I see the way how we talk about Democratic ideals, Democratic principles, how we try to talk about human rights, how we talk about human decency, how we're held up as the model. And this is why Americans from across the aisle, across religions, across political affiliations, from across the country are speaking out. I've seen conservative, Christian evangelicals, conservative Catholics, Republican colleagues of mine stand up and speak about the truth that this behavior is un-American, speak with conviction telling the one man who has the immediate power to change, the one man who did this to stop his actions, to restore honor, to correct this wrong.

I'm proud to see Democrats and Republicans, progressives and conservatives speaking out against the moral vandalism that's not just degrading the dignity and humanity of the migrants at our border but assaulting the dignity and humanity of America. The people of this country speaking out in one voice, one people, understanding that we have one destiny, understand that we share common values, and understanding that this is a time where you can't be silent. The opposite of justice is not injustice. It often is inaction.

It's silence. It's apathy. It's indifference. So we must call on our President to end this. And if he refuses, then we have an obligation here in Congress. We have the power.

We can and must act to stop this inhumane, immoral, an un-American practice. we could vote today on a bill, the keeping families together act which has the support of 47 Democratic Senators and two independents, 49 members of this body that would prohibit the Department of Homeland Security from separating children from their parents unless there are extraordinary circumstances. The bill is common sense.

It is a moderate proposal. It is literally the least that Congress can do to prevent this crisis from continuing. Yes, we need to secure our borders.

Yes, we need to uphold our just laws. But separating and imprisoning children and families is not how we do that. We need to protect our borders, but we need also to reflect our values, to protect our values, to affirm the character of this country. We need to protect and secure the ideals of a nation that we have all stood for. And in the moral -- this moral moment in our nation's history, that means protecting and standing up for the dignity and the humanity of these children. I say again, future generations will look back at this moment, at this crisis of conscience, and they will see what has already happened, and they will see this as a low moment and they will wonder what we did during this time.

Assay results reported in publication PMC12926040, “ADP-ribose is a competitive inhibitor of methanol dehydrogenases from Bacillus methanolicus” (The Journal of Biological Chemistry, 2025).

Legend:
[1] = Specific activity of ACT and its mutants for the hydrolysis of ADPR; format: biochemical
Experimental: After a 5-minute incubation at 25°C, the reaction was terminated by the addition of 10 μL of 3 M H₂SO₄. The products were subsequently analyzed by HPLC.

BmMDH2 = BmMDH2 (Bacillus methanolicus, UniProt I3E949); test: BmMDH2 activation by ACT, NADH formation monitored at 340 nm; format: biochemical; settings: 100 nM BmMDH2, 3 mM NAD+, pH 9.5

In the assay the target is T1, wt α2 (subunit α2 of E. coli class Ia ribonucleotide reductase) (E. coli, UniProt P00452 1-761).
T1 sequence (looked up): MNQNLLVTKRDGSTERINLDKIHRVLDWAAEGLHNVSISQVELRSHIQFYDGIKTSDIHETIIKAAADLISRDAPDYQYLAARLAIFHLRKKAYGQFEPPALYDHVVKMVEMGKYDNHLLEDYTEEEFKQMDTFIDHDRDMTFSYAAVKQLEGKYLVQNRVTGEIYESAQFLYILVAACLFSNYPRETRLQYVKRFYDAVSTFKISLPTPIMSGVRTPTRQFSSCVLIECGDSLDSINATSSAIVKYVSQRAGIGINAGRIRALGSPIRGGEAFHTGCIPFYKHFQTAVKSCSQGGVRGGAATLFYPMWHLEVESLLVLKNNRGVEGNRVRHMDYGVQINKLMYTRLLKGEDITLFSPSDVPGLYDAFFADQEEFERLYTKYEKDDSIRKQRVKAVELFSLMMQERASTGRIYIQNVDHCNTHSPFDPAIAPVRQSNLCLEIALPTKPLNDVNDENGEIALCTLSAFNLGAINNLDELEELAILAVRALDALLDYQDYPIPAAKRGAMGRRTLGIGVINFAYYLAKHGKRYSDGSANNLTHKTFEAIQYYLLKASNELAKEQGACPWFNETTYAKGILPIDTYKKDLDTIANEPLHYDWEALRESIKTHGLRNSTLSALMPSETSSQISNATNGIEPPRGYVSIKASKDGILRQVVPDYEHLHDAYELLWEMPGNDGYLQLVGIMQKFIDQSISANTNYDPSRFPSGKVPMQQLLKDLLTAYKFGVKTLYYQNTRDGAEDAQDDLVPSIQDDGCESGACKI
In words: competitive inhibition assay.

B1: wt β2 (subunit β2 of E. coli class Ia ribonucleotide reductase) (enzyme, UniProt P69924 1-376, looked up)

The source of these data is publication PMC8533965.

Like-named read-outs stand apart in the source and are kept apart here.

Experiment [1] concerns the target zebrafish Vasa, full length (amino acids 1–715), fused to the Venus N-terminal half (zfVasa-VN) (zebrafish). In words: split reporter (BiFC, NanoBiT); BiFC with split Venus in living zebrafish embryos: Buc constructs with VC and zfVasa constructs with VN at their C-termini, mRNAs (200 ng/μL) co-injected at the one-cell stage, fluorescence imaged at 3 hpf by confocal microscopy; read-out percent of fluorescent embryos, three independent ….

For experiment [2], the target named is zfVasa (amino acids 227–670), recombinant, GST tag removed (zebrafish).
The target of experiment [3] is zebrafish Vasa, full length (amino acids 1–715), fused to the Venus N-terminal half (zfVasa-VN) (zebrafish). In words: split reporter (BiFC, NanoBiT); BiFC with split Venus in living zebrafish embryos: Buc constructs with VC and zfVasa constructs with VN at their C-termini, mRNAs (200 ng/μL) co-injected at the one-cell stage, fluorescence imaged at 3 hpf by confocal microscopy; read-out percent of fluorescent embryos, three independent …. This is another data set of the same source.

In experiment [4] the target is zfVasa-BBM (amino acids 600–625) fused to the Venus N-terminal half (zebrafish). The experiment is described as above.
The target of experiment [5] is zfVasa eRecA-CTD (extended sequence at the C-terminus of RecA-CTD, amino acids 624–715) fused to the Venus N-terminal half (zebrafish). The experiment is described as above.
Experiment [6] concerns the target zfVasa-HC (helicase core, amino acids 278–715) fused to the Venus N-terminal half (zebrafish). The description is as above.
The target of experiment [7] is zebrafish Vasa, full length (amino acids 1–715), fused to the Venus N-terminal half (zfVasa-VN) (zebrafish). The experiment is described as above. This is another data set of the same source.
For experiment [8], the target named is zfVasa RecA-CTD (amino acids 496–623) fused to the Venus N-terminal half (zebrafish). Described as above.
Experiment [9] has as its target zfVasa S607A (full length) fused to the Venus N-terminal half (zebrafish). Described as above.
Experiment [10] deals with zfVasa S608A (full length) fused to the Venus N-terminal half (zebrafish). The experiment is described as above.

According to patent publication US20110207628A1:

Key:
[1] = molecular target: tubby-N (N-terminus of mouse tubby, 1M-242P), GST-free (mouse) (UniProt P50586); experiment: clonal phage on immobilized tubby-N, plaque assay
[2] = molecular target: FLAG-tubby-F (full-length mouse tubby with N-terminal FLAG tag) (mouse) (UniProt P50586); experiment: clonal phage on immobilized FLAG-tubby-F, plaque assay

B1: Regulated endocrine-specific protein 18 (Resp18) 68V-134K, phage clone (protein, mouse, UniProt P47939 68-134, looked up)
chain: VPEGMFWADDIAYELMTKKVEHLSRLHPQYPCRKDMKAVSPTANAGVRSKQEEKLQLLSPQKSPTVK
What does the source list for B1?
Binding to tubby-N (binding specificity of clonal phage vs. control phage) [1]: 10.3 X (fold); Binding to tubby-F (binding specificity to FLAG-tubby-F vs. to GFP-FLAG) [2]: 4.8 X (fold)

History does have its eyes on us , but we have a chance right now to show them what we did, to let them see that when our morals have been tested, how we responded. They will look to see what people in this country did when people were having their values violated and their ideals and the dignity of their children and families assaulted. They'll look to see what we did.

They'll look to see if we were silent or if we speak up, if we're indifferent or do we act. Do we indulge in apathy or have we become activists? They'll look to see whether we fought for the ideals that made this nation who I believe we are, which is as Elijah called for the state of Israel to be a light on to nations.

That's the America I believe in. That's the America I know. We look back on the lows of when women were being denied the right to vote, and we saw a multiracial, multiethnic coalition.

Every from Frederick Douglass to Susan B. Anthony that came together and women were granted the right to vote. we look back at the low of segregation, how a multiracial coalition of Americans came together, worked together, fought together, stood together, sacrificed together, some died together to advance the cause of civil rights. We look back to the Japanese internment and we see how people, regardless of their backgrounds in America, regardless of their political parties, came together to redress this wrong.

And in 1988 we saw a Republican President, Ronald Reagan who responded by signing the civil liberties act into law and working to right the wrong of Japanese internment. Future generations will look back on this moment. They will look to see whether we affirmed that in America we don't injure and imprison children.

We protect them. They will look back to see that in America we don't abuse rights. We protect them.

They will look back at America to see if we are called to be a nation truly that works to defend human rights at home and abroad, not violate them in our own backyard. This isn't an injustice that needs to take decades, years, or even months to correct. President Trump must, can, and should end this immoral policy today.

And if he refuses to act, this body will be judged. Congress can vote today on the keeping families together act, and we must act. We must do something.

We must stand for something. Or the dignity and the humanity that will be assaulted will not be those of children on our border. It will be the damage to the dignity and humanity of us all.

For the sake of our nation, I urge my colleagues to act.